Mental Health Treatment Plans

Before you enter into a Mental Health Treatment Plan there are a few things you should know about which could have significant consequences later in your life.

For a great many people, when they decide that the time has come to seek help for their mental health, the first step is usually to make an appointment to see their GP for a consultation. It is there that their GP will work with them to write a Mental Health Treatment Plan and provide a referral to particular mental health specialists such as a Psychologist, Social Worker, Occupational Therapist or a Psychiatrist.[1]

A Mental Health Treatment Plan is a strategy that looks at your mental health and what your goals are. It will give you treatment options and a range of support services to be able to reach these goals. They may also prescribe antidepressant or antipsychotic medication -depending on your circumstances- along with psychological treatment.

One of the things your GP may offer is a government rebate benefit which is available through Medicare to help fund part of the cost. In order to qualify for these benefits, you usually just need to have a Mental Health Treatment Plan from your GP and a referral. It may qualify you for reimbursement of a significant proportion of treatment fees for up to 10 sessions (in some cases 20 sessions) per calendar year. While this may initially seem tempting, there are some drawbacks which could potentially affect you later in life that you need to be aware of.

You ought to be aware that whenever Medicare or private health insurance is used, your private information, psychiatric diagnosis (yes, you need a diagnosis to receive the rebate), presenting issues, treatment plan and progress reports are available to a range of government authorities including any private health insurance company that you might also intend to claim upon; and in some circumstances, to employers, adoption agencies and to various quasi-governmental authorities here in Australia and potentially when travelling abroad in some countries

Furthermore, Medicare and private health insurance, and employee assistance programs, often ask for detailed personal information about clients in order to make payment decisions. This review can undermine a client’s sense of privacy and confidentiality necessary for effective psychotherapeutic treatment.

Essentially, once one has a Mental Health Treatment Plan diagnosis, it becomes part of one’s health records – forever. Thus, that information stays on your medical file which could potentially affect:

  • Life insurance coverage – you may be deemed an unacceptable risk or have to pay a higher premium;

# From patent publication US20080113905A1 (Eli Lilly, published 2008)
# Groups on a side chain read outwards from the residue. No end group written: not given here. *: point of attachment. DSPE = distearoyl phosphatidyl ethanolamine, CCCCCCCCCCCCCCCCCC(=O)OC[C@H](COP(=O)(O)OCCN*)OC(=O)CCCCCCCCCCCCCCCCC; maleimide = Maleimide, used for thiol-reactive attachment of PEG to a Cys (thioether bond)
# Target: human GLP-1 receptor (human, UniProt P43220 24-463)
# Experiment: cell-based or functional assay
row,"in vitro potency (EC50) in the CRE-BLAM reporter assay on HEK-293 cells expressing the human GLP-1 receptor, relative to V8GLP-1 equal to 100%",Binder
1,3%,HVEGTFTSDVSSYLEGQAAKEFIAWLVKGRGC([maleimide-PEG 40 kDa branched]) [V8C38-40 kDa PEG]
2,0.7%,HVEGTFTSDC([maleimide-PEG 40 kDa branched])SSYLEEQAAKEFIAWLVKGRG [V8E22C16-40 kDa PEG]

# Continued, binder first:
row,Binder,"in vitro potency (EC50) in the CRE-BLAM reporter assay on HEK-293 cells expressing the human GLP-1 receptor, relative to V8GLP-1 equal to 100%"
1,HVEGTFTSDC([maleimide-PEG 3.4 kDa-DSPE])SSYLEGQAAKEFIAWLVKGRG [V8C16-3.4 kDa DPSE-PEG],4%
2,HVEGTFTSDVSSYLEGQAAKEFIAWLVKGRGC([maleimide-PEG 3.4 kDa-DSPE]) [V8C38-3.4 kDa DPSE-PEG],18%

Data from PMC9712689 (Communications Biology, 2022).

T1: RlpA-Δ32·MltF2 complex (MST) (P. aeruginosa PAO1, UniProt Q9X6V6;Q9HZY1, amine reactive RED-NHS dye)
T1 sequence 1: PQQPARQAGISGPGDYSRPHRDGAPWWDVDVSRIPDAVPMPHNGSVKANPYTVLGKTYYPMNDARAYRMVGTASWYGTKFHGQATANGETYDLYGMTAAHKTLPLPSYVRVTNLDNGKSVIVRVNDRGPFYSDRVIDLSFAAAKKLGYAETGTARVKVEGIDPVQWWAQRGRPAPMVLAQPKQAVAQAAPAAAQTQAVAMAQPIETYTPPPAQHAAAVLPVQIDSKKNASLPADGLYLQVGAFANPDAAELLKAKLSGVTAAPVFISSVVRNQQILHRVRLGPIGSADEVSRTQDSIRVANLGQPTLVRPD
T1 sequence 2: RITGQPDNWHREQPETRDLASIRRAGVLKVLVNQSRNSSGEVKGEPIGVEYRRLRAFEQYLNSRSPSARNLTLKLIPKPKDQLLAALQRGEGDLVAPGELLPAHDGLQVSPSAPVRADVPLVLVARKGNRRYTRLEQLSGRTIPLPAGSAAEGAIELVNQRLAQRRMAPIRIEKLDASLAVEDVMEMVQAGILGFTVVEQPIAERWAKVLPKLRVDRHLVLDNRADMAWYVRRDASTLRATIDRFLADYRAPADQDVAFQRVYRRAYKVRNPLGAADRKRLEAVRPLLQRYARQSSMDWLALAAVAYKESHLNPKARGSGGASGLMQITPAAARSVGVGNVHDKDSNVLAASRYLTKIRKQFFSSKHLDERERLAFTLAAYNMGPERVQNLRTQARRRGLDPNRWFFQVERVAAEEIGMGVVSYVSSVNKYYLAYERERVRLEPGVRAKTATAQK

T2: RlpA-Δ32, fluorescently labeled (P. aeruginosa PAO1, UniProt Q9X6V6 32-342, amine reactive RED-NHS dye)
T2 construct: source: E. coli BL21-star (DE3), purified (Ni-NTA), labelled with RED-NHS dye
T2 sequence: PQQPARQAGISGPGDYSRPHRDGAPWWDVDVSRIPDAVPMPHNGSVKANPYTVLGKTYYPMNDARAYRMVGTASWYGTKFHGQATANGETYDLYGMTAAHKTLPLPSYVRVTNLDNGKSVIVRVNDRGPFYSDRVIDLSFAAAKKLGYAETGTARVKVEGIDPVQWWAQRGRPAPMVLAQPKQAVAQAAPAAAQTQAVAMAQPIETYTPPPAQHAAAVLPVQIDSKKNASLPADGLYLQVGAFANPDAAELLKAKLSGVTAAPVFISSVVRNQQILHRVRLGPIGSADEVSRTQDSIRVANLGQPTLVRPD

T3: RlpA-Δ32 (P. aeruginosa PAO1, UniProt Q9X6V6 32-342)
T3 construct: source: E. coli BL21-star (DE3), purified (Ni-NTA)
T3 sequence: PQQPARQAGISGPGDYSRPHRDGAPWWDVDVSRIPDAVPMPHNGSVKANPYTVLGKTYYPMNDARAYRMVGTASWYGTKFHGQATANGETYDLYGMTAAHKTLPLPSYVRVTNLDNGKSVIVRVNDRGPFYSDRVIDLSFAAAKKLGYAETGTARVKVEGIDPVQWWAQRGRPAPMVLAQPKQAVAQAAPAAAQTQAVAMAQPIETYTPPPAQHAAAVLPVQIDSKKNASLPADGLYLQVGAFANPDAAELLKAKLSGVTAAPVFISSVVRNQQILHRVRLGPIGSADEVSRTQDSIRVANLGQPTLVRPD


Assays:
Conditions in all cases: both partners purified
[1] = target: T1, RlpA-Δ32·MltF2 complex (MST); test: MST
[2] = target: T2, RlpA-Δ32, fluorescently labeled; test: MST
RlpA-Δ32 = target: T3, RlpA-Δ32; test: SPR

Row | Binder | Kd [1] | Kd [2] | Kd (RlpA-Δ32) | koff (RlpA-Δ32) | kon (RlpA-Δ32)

• An employment position within a field that requires a mental evaluation such as the police force or ambulance service, education, working with children, the aviation industry and many other occupations requiring dealings with the public;
  • In some States and Territories a diagnoses of a mental health issue could even effect your driver’s licence conditions;
  • And, perhaps even more disturbingly, it is not uncommon for Mental Health Treatment Plans to be weaponised in Family Law proceedings where one party might attempt to use a diagnosis of even the slightest issue to leverage a better legal position for themselves.[2]

Here is some interesting information from Maurice Blackburn Lawyers in relation to how mental illness can affect life insurance policies and what your rights are:

When applying for a stand-alone policy, you need to disclose any mental health issues you’ve had. As a result, you might see a hike in your insurance premium, or you may face a mental health exclusion, which means you can’t get insurance cover on claims that relate to your mental health.

For example, we recently represented a client who experienced depression during a divorce in his 20s. He made the choice to see a psychologist and take antidepressants. When he later applied directly to an insurer for disability insurance, the company rejected his application because of his prior mental health issues.

You don’t have to tell your employer about a medical problem unless it poses a risk to your workplace safety. If you have a mental health issue, you should discuss it with your doctor before deciding to inform your employer. Although most employers may be sympathetic and understanding, this isn’t always the case. It’s not unusual for employees who disclose a mental health condition to face discrimination. This can include:

  • being targeted for redundancy;
  • being overlooked for promotion;
  • being demeaned or ridiculed;
  • not receiving a pay rise.

Indeed, there has been widespread criticism of the need to label someone with a Mental Health Treatment Plan diagnosis which some professionals believe is leading to the pathologisation of everyday concerns because many people undergo psychotherapeutic treatment for emotional, psychological and spiritual growth to help cope with ordinary ups-and-downs life situations, marriage and family difficulties, and as well to cope with ordinary grief and bereavement.